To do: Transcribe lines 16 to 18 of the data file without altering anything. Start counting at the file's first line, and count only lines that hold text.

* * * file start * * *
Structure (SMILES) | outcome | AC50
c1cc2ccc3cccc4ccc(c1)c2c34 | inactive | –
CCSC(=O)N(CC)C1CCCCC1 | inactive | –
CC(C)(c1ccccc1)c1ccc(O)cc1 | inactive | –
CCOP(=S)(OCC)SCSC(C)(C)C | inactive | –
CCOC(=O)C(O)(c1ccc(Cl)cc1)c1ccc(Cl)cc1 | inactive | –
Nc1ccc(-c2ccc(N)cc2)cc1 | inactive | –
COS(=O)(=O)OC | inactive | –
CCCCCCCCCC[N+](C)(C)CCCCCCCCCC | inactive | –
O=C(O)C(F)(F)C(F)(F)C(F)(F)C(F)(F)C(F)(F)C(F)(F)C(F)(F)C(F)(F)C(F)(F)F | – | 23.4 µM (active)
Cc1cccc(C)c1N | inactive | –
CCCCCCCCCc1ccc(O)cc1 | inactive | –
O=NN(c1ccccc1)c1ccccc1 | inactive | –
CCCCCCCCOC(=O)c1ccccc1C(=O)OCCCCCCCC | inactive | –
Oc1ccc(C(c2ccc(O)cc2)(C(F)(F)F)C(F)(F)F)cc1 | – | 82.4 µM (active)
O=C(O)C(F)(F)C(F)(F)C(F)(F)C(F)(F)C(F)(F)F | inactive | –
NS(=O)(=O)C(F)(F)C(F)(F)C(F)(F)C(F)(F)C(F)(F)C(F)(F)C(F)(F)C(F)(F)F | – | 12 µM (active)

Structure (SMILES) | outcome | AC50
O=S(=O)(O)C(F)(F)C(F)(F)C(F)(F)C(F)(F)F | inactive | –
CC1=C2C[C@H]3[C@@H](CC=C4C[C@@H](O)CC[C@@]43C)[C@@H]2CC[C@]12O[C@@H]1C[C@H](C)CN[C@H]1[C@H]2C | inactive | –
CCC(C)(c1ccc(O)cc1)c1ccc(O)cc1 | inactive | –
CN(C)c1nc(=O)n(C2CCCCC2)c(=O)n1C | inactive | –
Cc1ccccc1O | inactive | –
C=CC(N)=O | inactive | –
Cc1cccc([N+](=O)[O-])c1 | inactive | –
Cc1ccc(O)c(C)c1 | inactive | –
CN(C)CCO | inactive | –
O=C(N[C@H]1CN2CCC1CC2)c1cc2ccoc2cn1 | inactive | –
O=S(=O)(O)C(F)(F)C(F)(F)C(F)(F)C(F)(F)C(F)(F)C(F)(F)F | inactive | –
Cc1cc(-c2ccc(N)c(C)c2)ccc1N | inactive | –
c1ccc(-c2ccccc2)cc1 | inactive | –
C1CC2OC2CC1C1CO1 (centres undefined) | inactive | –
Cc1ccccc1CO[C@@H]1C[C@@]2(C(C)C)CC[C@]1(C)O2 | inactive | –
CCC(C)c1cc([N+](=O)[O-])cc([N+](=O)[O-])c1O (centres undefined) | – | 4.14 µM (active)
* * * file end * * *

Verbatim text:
O=C(O)C(F)(F)C(F)(F)C(F)(F)C(F)(F)C(F)(F)F | inactive | –
NS(=O)(=O)C(F)(F)C(F)(F)C(F)(F)C(F)(F)C(F)(F)C(F)(F)C(F)(F)C(F)(F)F | – | 12 µM (active)

Structure (SMILES) | outcome | AC50